Whose Responsibility is it to Clean Beer Lines?

Proper beer line maintenance is an important understanding for Bar and Restaurant operators. Without proper maintenance, Bar and Restaurant patrons can taste a beer’s off flavors and will leave dissatisfied with their experience. Beer, like any other food, can be spoiled by mold, bacteria, and yeast. Moreover, such contamination also ruins the unique quality of each craft beer and so, it’s important all items that interact with beer once it flows from the keg is adequately maintained. With this importance in mind, many operators still wonder- “Am I responsible for cleaning my beer lines or is it my distributor?” and “How often should my beer lines be cleaned?”

Cleaning Facts

First and foremost, all draft beer systems, regardless of the length of its draw, must be cleaned every two weeks. This is mandated by the Brewers Association, an industry group that speaks for the 4,000 breweries in the U.S.

Who should do the Cleaning?

Although many operators understand the importance of line cleaning, they neglect to address the task under the assumption that line cleaning is the distributor’s responsibility. However, that isn’t always the case. Depending on the state the business is located, either the operator or the distributor is responsible for cleaning the beer lines and tap system. Micro Matic, the premier provider of beer dispense equipment world-wide, has provided a comprehensive list of states and the person responsible for cleaning the lines in a photo that says it all. In twelve states, Bar and Restaurant operators are responsible for line cleaning. These states include: Illinois, Massachusetts, Michigan, Minnesota, New York, Ohio, Oregon, Pennsylvania, Rhode Island, Washington, West Virginia and Wisconsin.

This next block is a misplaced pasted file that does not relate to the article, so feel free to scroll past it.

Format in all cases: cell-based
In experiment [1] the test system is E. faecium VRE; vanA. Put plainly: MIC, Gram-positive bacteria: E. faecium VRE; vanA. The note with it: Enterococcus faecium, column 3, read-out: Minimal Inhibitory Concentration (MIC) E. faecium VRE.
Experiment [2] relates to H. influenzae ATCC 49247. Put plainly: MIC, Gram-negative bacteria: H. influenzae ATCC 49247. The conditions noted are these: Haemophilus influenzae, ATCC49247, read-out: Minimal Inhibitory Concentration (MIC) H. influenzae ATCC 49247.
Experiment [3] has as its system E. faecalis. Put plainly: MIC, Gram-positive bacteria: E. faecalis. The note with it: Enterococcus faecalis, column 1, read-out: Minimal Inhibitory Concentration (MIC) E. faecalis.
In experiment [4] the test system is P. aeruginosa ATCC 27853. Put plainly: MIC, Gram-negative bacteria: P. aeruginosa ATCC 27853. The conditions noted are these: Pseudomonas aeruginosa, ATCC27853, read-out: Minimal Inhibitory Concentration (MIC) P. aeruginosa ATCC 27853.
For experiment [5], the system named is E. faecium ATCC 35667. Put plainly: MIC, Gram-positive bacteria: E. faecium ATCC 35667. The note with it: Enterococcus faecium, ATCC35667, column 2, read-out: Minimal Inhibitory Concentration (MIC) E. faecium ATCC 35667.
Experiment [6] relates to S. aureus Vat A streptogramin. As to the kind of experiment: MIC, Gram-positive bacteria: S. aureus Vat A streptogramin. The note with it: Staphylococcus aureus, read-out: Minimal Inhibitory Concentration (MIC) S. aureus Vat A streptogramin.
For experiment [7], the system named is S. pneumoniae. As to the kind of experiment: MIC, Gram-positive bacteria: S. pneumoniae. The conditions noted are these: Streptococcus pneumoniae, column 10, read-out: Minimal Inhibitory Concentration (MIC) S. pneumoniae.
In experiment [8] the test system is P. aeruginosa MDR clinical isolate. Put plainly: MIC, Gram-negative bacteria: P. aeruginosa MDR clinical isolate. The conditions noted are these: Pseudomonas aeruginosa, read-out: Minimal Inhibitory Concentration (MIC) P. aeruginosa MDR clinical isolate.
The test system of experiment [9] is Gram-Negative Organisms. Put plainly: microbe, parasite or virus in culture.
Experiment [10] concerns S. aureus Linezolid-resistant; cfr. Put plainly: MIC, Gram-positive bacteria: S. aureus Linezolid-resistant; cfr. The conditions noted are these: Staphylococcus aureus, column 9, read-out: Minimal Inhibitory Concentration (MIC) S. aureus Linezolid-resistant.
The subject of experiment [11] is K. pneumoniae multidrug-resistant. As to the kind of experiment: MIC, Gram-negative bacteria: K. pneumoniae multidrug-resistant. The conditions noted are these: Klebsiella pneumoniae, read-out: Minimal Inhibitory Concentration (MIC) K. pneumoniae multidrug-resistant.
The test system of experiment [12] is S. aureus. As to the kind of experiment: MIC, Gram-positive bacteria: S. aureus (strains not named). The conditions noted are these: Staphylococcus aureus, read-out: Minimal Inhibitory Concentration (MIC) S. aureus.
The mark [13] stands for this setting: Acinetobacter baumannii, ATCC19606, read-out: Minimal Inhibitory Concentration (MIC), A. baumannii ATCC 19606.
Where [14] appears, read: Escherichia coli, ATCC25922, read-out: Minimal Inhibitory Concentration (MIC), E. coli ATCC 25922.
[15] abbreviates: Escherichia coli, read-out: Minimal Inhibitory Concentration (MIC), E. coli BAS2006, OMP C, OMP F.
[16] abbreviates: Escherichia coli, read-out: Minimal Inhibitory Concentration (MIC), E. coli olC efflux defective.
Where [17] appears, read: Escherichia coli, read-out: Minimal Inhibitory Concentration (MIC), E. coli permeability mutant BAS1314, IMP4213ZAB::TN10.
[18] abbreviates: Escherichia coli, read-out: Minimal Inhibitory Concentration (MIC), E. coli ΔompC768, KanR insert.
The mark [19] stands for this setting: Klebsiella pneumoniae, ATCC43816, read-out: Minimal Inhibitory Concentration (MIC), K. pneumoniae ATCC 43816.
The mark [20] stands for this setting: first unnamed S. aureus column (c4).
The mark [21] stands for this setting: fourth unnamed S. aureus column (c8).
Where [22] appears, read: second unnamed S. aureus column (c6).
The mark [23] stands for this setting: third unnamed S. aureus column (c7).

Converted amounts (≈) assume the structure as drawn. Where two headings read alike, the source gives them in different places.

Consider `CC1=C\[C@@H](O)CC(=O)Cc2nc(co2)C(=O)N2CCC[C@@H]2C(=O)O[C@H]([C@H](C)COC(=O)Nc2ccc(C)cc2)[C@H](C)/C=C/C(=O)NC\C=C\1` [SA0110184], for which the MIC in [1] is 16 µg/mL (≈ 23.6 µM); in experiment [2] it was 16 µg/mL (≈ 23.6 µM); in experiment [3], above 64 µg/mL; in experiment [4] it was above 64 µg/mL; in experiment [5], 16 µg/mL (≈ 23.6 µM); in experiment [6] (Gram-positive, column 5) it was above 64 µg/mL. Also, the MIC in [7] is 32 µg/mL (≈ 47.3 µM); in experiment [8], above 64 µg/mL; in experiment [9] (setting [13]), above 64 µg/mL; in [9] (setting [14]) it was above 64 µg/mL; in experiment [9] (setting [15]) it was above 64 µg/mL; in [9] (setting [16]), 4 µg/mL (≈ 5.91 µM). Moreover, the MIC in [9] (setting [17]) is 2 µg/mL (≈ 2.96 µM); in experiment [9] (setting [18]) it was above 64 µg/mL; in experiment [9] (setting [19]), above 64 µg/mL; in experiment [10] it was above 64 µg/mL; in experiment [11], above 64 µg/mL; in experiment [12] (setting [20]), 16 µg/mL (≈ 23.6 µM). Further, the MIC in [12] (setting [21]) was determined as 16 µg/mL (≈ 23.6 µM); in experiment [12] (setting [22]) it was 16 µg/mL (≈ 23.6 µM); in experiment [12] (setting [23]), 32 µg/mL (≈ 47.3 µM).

In the remaining 40 states, wholesale distributors are responsible for a location’s line cleaning. These states are Alabama, Alaska, Iowa, Nevada, Kansas, North Carolina, Arizona, Kentucky, Oklahoma, Arkansas, Louisiana, South Carolina, California, Maine, South Dakota, Colorado, and Maryland. Others are Tennessee, Connecticut, Mississippi, Texas, Delaware, Missouri, Utah, Florida, Montana, Vermont, Nevada, New Mexico, Virginia, Georgia, North Dakota, Washington D.C., Hawaii, Nebraska, Wyoming, Idaho, Indiana, New Jersey and New Hampshire.

The Beer Line Cleaning Process

No matter who’s responsibility beer line cleaning may be, the operator simply must ensure that their beer lines are properly cleaned. In order to adequately clean your lines, the Brewers’ Association has provided a step-by-step cleaning procedure to follow. First, get the right equipment. Next, embark on the cleaning process. Considering the recommended cleaning cycle of fourteen days, come up with a log for your draught line cleaning. Provide special cleaning services for any gaps that may occur after this ideal time. To protect beer lines during off seasons, provide special service for seasonal accounts. When cleaning the lines, ensure that you rinse faucets thoroughly of beer. Also, check that there is no physical buildup of molds.3 Take note of the following procedures:

  1. Push beer from lines with cold water at a velocity of 2 gallons per minutes within a minimum period of fifteen minutes.
  2. Use an alkaline detergent or other caustic solutions to remove protein and films
  3. Circulate the caustic solution and leave in lines for twenty minutes.
  4. Disassemble and hand clean faucets and couplers.
  5. Remove all cleaning chemicals completely from the lines with cold water.
  6. After rinsing, repack lines with beer
Why we Care

At iPourIt, we care about quality draught beer and a great patron experience, which is why we believe it’s important for all operators to ensure their beer lines are adequately maintained. Our patented software automatically stores your beer and wine system’s maintenance records, so you or your employees can view each time your beer line is cleaned. Contact us to learn more and discover how we find a better way for patrons to pour more and for operators to make more.